Province reaches deal with Franco-Ontarian teachers

Agreement includes salary freezes through 2014
|labour-reporter.com|Last Updated: 08/09/2012

Ontario and the Association des enseignantes et des enseignants franco-ontariens (AEFO) have signed a memorandum of understanding for a two-year agreement.

Earlier this summer, Ontario signed a memorandum of understanding with the Ontario English Catholic Teachers' Association (OECTA). The province and AEFO used this memorandum as a roadmap to reach a similar agreement.

According to the province, the agreement includes:

•zero per cent salary increases in 2012-13 and 2013-14

•all teachers will take a 1.5 per cent pay cut in the form of three unpaid professional development days in the second year of the agreement, so younger teachers will continue to move through the grid for their experience and additional qualifications

•agreement to restructure the grid with a view to long-term, sustainable savings

•elimination of the current retirement gratuity for payment of unused sick days that was responsible for a $1.7 billion liability for school boards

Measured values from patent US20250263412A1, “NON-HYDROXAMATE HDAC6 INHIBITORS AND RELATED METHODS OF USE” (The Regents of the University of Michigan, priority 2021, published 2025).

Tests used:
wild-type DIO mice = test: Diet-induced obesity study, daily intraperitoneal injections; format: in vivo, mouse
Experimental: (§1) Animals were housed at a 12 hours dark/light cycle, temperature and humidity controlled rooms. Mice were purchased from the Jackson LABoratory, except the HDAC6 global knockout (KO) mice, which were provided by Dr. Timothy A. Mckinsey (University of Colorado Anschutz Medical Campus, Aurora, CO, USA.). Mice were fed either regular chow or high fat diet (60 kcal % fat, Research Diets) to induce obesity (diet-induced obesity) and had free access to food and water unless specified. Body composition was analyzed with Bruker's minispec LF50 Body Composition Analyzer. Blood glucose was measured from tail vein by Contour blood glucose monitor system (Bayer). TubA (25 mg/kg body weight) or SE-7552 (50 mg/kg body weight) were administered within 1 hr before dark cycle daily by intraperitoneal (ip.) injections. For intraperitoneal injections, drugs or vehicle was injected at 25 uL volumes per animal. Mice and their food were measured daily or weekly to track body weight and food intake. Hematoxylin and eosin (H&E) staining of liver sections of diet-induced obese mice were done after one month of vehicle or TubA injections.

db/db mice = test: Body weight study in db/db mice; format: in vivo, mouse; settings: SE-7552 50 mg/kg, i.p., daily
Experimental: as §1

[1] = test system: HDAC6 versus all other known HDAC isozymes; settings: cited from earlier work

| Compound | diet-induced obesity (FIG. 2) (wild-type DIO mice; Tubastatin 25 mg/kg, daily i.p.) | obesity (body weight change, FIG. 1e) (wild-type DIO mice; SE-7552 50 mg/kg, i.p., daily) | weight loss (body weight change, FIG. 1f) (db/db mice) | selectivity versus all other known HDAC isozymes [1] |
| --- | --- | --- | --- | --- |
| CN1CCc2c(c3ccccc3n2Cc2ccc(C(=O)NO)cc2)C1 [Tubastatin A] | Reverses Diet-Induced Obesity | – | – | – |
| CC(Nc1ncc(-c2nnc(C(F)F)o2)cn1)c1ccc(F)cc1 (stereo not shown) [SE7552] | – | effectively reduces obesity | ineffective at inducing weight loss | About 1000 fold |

•a restructured short-term sick leave plan that would include up to 10 sick days

•the sick leave plan would benefit younger teachers by providing income protection for serious illness

•agreement on a non-monetary change to better align the French system with the rest of the education system.

Province urges other boards to reach agreements

The Ontario government is also urging all school boards to reach agreements with local teacher and support staff before Sept. 1 that comply with the province's fiscal plan, as reflected in the deals with OECTA, Association of Professional Student Services Personnel and AEFO.

If school board trustees are unwilling or unable to negotiate and sign local agreements that comply with the province's fiscal parameters, the government is prepared to introduce legislation, it said.

The province has asked doctors, broader public sector workers and teachers to hit the pause button on salary increases for two years.

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